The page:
Reconditioning a valve seat in an old steam whistle
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  1. #1
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    Default Reconditioning a valve seat in an old steam whistle

    I just picked up the following steam whistle the problem is it is missing the valve which is essentially a poppet that sits at the bottom of it and seats on the angled surface shown below. The seats didn't look to be in the best condition and they seem to have somewhat of a radius on them. Rather than try to reverse what's there and try to machine it into the new poppet I am wondering if now may be a good time to recut the seat and start with something known so that I can cut a new valve with seat to fit it. I am thinking ideally just go with 45 deg then finish lap in place the new valve? Or is this nor a good idea for a steam valve?

    I am not in the shop right now but the OD I believe is 2"pipe thread for an idea of size.

    What's the best way of doing this? Ebay is loaded with valve cutter kits but I only need one size and to use it once on cast bronze. HSS should work fine here. Where's the best place to buy them? I did a quick search of Mcmaster and MSC but didn't see them but perhaps I am searching wrong?

    Then next thing do you just machine up a bushing to fit the ID and turn it by hand or how are valve seat cutters typically used? Fixturing this thing in on the mill or lathe seems out of the question so I am thinking I need something to hold onto the ID. How tight should the clearances be on such a bushing set to avoid chatter? Anyone have any advice for someone whose never done this before?

    Thanks

    Adam



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    Attachment 322472Attachment 322473

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    Link is no good. If the big diameter of the chamfer is say 2", what size is the thru hole? That might give us a clue on what your options are.

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    From the description I can’t visualise the valve, however steam services were common in work, even if the seat looks crappy it should make no ( with obvious limitations) difference as the valve gets lapped into the seat with cutting or grinding paste, run it till there’s a bright ring showing, steam is notoriously capable of eating the valve seat so it’s a regular thing, it’s amazing how quickly steam valves start leaking.
    There is a proprietary valve compound I beleive in the US, we used ordinary valve grinding paste and cleaned it out with a rag and solvent, there’s the right brass or bronze too, it’s DZP or dezincification resistant stuff
    Your McMaster might help, we don’t have that over here, I hada few sticks of centrifugally cast alpha bronze but threw it into the scrap bin when the price was more than I paid, I now regret that!
    I’m guessing your going with air so you don’t need that amount of fussy
    Mark

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    Quote Originally Posted by boslab View Post
    From the description I canít visualise the valve, however steam services were common in work, even if the seat looks crappy it should make no ( with obvious limitations) difference as the valve gets lapped into the seat with cutting or grinding paste, run it till thereís a bright ring showing, steam is notoriously capable of eating the valve seat so itís a regular thing, itís amazing how quickly steam valves start leaking.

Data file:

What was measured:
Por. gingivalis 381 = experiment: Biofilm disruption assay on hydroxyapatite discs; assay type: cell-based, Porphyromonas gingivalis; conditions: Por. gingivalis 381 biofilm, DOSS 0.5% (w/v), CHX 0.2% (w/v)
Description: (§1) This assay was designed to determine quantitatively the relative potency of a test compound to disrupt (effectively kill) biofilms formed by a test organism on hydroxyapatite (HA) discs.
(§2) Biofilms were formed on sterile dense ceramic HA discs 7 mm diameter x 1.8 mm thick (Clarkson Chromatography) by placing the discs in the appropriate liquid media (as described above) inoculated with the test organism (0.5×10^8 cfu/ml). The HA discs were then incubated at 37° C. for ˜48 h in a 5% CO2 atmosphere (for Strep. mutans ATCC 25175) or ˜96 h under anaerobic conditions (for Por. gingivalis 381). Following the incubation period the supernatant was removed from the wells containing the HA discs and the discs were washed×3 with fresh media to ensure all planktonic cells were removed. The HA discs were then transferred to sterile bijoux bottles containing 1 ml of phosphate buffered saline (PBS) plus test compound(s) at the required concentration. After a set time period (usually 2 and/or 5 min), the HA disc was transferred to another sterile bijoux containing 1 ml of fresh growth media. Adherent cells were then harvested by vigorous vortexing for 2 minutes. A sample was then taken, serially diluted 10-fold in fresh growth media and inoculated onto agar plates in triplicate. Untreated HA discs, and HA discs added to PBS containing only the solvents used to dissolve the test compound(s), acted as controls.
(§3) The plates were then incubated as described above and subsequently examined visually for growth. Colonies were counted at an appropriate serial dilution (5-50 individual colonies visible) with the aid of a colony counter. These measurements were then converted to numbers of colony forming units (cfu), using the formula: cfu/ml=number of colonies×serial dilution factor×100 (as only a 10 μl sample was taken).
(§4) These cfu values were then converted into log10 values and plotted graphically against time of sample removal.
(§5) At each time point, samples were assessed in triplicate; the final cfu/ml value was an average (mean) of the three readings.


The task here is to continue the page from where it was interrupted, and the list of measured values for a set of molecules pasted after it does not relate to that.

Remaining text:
There is a proprietary valve compound I beleive in the US, we used ordinary valve grinding paste and cleaned it out with a rag and solvent, thereís the right brass or bronze too, itís DZP or dezincification resistant stuff
    Your McMaster might help, we donít have that over here, I hada few sticks of centrifugally cast alpha bronze but threw it into the scrap bin when the price was more than I paid, I now regret that!
    Iím guessing your going with air so you donít need that amount of fussy
    Mark
    Bob,

    Here's a picture of the cross section of a typical whistle. The poppet seat is right where the #3 is called out. As for blowing it, we have a steam show with a few big boilers here so I would like to hear it on steam at some point. I may also run it on air but I am going to need a lot of that. You can see the shop stool it's sitting on for a sense of scale. I will need to get dimensions later on the actual ID but I am pretty sure we're looking at 2"NPT being the od of the valve seat.
    20210605_182446.jpg

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    Here is another design
    Steam whistle - Wikipedia

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    Since it's just for occasional use, I'd probably just lap my new valve to the existing seat and call it done.

    You're not asking it to hold back high pressure steam 24-7-365 or blowing it at every station and level crossing.

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    Quote Originally Posted by crazygoat View Post
    Link is no good. If the big diameter of the chamfer is say 2", what size is the thru hole? That might give us a clue on what your options are.
    This is odd, when I looked at the photo on my phone the images show up just right. But on a web browser they don't. Try these;
    overall.jpgoverall2.jpg

    It is definitely a vertical poppet and not the style valve that Michigan buck posted.

    I don't have dimensions right now as the whole thing is sitting in some penetrating oil but could get later if needed.


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